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Preview of Experimental pottery available at the Studio (Lake Mills, WI) Gallery Oct 8. Prices within this group range from $138 – $1,313 with ~35 one-of-a-kind pieces available. Contact the gallery with any questions 920-648-3534.

We also invite you to shop online Oct 12th.

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Preview of Experimental pottery available online Oct 12 @10AM (CDT). Prices within this group range from $188 – $798 with at least 20 one-of-a-kind pieces available. Contact the studio with any questions 888-704-7687.

 

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Experimental Unity Designs – September 28, @7PM (CDT)

Last summer Ephraim artists collaborated with our email, Pinterest and Facebook audiences to create a “unity” themed design. Together we explored many concepts that represented various ideas about unity. With the creative ideas and constructive feedback from our fans, we ultimately added the “Unity Tree” to our collection. In the process of exploring all of these ideas, the studio produced many experimental pieces. This small grouping represents five beautiful directions that we feel are strong, but were not pursued in the final piece. Each of these pieces is one-of-a-kind and will be available for purchase beginning September 28, @7PM (CDT). See them in bisque or greenware on our blog and read about how they came to be.Retiring_CraftsmanGinkgoBowl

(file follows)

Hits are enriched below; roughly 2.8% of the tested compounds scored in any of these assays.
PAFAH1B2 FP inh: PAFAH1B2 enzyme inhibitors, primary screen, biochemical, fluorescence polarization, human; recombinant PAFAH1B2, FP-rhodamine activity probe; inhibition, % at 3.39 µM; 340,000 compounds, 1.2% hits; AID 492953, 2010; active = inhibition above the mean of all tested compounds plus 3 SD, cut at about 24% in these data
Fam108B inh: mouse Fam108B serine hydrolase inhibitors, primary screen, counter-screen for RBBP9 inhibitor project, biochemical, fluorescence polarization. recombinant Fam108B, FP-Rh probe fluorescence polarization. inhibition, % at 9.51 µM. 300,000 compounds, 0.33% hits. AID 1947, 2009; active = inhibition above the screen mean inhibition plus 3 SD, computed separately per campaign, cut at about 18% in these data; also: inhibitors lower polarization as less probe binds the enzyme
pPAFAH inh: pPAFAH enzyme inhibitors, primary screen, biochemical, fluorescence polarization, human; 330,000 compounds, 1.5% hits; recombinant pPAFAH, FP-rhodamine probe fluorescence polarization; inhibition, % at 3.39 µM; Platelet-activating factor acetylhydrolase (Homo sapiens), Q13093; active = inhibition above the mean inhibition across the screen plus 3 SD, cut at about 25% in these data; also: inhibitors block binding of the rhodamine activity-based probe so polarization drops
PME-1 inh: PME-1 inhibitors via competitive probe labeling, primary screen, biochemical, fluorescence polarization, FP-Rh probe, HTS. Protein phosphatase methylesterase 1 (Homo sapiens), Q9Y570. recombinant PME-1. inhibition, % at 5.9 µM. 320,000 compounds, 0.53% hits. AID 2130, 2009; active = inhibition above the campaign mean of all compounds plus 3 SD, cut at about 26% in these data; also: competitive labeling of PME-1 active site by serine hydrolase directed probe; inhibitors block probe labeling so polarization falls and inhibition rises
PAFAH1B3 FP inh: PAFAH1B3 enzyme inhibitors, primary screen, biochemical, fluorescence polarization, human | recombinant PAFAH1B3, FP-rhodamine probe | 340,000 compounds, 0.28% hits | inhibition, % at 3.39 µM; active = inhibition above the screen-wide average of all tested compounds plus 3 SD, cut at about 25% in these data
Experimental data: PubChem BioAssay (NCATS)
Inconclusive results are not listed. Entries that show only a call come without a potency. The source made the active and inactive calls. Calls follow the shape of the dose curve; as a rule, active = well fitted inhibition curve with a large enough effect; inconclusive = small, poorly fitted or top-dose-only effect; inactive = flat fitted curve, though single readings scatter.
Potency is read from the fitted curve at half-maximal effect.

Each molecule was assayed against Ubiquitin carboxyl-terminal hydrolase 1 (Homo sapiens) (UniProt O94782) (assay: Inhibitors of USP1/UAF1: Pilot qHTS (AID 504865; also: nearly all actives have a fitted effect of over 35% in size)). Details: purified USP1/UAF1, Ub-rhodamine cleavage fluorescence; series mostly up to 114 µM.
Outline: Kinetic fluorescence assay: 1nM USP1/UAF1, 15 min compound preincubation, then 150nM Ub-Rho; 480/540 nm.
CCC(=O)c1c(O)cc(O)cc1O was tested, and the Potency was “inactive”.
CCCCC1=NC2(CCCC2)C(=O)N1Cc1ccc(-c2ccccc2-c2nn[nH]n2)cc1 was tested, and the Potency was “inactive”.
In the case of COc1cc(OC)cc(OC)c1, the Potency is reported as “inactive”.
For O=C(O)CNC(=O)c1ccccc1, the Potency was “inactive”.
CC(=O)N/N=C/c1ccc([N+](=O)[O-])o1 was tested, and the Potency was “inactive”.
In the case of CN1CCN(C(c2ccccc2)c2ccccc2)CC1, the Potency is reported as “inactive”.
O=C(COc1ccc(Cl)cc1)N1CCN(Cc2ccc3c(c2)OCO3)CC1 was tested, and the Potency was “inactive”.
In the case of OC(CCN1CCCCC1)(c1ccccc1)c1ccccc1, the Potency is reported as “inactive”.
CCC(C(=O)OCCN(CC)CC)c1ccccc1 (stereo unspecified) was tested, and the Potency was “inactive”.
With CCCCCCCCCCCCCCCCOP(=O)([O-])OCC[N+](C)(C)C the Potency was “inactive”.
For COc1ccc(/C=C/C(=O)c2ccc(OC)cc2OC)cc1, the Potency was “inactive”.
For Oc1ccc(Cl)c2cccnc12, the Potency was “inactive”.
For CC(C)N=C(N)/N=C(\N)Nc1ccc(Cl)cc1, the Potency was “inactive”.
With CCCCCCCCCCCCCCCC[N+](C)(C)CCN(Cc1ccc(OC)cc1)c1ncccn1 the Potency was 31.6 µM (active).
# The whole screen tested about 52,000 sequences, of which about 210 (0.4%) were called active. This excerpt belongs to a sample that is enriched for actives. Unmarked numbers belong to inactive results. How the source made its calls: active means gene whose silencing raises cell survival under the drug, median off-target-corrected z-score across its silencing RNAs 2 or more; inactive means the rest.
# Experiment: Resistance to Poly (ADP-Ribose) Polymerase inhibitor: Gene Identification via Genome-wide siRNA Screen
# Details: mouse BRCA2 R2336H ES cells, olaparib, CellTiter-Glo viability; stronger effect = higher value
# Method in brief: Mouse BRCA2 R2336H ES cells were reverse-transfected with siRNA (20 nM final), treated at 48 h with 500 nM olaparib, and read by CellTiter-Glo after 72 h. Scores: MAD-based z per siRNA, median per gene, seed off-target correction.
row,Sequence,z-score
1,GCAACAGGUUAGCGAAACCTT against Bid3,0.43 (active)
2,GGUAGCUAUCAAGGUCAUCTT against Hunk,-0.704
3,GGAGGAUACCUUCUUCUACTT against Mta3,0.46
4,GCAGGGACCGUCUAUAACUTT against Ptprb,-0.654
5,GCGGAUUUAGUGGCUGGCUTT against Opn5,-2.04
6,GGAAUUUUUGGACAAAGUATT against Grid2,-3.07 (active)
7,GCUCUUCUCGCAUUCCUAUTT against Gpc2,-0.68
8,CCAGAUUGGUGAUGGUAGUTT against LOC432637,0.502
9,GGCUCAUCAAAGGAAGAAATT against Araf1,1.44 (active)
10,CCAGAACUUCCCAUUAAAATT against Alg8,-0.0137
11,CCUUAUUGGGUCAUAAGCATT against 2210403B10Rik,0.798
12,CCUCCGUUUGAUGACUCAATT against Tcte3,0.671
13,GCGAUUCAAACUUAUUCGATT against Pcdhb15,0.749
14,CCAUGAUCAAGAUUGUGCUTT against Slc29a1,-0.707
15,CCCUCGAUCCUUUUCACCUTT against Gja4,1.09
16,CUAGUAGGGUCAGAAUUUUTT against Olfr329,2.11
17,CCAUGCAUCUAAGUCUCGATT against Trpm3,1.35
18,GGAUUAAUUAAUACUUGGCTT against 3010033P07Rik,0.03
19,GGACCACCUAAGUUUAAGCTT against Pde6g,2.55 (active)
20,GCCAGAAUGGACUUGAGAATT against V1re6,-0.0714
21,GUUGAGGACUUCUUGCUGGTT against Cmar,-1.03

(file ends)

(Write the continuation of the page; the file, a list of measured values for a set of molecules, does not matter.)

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Experimental Pottery June 28, 2016

A diverse group of 27 Experimental pieces  & 1 Custom Octopus Vase will become available online starting Tuesday, June 28, 2016, @ 10AM (CDT). Each Item is one of a kind, the exact piece represented in the photo and ready to ship the next business day. The following pieces and much more will be included in the sale.

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prices range from $230 – $278

 

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Jardinière prices range from $528 – $585
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Experimental Prototypes of the 2016 Collection $518 – $582, Platter $498
21" Octopus Vase - Custom $1,000
21″ Octopus Vase –  $1,000 in Glacial – Custom Pottery